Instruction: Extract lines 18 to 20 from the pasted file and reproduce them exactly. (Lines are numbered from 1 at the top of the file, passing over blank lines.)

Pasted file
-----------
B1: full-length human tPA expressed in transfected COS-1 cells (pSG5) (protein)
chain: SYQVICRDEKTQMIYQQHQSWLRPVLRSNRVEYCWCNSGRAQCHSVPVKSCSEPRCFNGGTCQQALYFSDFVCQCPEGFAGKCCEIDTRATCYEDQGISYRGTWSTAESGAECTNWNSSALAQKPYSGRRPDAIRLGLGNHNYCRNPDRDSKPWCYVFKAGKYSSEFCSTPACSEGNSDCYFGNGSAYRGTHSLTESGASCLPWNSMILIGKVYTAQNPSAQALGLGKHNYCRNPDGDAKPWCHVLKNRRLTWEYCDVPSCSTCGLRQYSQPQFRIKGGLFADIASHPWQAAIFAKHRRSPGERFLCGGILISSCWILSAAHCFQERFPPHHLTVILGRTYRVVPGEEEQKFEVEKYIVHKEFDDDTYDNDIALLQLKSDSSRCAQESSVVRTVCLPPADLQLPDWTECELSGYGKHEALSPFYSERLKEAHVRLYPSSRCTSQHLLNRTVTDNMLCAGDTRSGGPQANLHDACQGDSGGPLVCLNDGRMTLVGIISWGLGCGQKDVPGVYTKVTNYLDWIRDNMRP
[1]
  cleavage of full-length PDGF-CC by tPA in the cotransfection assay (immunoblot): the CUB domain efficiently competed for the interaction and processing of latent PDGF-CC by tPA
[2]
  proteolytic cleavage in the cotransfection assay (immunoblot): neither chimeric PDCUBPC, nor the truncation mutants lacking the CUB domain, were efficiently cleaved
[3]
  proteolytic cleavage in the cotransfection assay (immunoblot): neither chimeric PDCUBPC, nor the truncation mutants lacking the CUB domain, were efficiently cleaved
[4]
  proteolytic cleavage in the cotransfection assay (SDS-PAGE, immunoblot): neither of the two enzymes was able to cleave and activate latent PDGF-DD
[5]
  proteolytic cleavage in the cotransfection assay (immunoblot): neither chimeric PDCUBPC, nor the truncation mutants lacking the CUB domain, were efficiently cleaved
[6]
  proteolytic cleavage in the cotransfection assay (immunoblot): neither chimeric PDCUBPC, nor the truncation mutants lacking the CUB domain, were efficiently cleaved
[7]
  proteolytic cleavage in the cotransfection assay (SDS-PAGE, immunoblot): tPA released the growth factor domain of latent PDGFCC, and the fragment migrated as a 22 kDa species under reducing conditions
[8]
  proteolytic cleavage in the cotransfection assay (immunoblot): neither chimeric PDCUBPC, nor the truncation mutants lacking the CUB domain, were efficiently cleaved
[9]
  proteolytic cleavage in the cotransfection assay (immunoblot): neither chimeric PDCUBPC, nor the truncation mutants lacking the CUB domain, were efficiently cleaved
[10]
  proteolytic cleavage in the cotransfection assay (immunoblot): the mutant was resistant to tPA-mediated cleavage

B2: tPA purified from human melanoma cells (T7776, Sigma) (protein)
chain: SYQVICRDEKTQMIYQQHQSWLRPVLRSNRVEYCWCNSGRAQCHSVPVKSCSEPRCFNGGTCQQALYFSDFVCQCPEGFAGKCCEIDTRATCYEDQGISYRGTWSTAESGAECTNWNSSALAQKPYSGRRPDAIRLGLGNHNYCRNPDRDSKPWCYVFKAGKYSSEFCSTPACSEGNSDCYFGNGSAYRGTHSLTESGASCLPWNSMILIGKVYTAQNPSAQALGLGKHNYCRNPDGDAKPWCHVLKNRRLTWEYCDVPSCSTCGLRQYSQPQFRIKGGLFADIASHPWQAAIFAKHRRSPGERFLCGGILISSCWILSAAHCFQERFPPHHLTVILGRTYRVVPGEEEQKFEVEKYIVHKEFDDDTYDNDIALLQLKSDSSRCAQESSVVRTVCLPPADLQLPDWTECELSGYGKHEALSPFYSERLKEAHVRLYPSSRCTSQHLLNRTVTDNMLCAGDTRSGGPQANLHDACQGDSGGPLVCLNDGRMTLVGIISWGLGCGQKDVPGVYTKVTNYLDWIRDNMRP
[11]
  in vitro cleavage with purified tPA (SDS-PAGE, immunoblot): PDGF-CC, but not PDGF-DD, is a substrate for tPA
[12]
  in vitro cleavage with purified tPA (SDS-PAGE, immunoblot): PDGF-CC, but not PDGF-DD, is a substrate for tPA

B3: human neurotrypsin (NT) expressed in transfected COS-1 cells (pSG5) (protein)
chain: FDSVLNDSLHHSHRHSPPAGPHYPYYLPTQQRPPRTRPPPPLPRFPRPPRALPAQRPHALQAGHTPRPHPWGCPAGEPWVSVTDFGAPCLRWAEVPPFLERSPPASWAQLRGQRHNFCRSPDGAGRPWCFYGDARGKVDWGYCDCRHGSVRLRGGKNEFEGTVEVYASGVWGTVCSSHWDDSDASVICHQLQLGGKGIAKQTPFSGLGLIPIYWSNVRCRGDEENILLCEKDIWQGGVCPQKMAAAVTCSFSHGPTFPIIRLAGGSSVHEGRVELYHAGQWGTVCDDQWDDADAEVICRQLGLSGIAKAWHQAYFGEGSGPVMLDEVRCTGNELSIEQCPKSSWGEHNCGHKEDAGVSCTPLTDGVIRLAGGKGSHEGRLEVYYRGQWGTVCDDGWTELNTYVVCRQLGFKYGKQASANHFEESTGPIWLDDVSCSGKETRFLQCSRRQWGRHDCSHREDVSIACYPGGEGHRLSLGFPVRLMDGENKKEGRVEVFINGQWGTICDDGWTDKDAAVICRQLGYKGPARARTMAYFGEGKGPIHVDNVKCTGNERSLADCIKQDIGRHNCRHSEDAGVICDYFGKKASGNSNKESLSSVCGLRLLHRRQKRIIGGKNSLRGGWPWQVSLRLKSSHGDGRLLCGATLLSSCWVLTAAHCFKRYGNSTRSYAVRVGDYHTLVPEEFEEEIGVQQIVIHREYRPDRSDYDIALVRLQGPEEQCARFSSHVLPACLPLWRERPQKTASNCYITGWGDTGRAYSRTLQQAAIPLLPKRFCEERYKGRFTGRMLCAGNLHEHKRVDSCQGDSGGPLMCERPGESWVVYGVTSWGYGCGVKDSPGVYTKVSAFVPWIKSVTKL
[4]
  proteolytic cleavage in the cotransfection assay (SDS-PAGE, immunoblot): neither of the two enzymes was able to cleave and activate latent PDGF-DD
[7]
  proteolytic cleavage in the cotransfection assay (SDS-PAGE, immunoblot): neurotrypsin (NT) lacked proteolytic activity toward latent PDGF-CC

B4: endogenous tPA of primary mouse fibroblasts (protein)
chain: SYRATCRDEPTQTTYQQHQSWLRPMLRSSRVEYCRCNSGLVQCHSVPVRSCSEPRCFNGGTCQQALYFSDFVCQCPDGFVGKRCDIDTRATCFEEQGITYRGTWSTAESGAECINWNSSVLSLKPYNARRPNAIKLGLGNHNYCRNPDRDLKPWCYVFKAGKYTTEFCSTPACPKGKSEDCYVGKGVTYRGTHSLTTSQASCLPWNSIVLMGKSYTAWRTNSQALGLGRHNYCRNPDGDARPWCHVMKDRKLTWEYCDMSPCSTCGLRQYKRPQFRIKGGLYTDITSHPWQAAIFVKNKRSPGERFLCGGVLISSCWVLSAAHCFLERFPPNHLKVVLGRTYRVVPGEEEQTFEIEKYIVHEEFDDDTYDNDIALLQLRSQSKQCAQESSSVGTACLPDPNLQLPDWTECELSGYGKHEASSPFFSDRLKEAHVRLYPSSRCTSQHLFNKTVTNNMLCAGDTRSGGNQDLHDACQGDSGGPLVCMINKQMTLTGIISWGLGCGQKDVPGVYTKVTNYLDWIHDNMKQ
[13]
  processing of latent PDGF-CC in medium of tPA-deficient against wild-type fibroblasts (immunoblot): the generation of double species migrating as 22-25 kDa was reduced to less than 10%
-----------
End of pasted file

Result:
  proteolytic cleavage in the cotransfection assay (immunoblot): neither chimeric PDCUBPC, nor the truncation mutants lacking the CUB domain, were efficiently cleaved
[9]
  proteolytic cleavage in the cotransfection assay (immunoblot): neither chimeric PDCUBPC, nor the truncation mutants lacking the CUB domain, were efficiently cleaved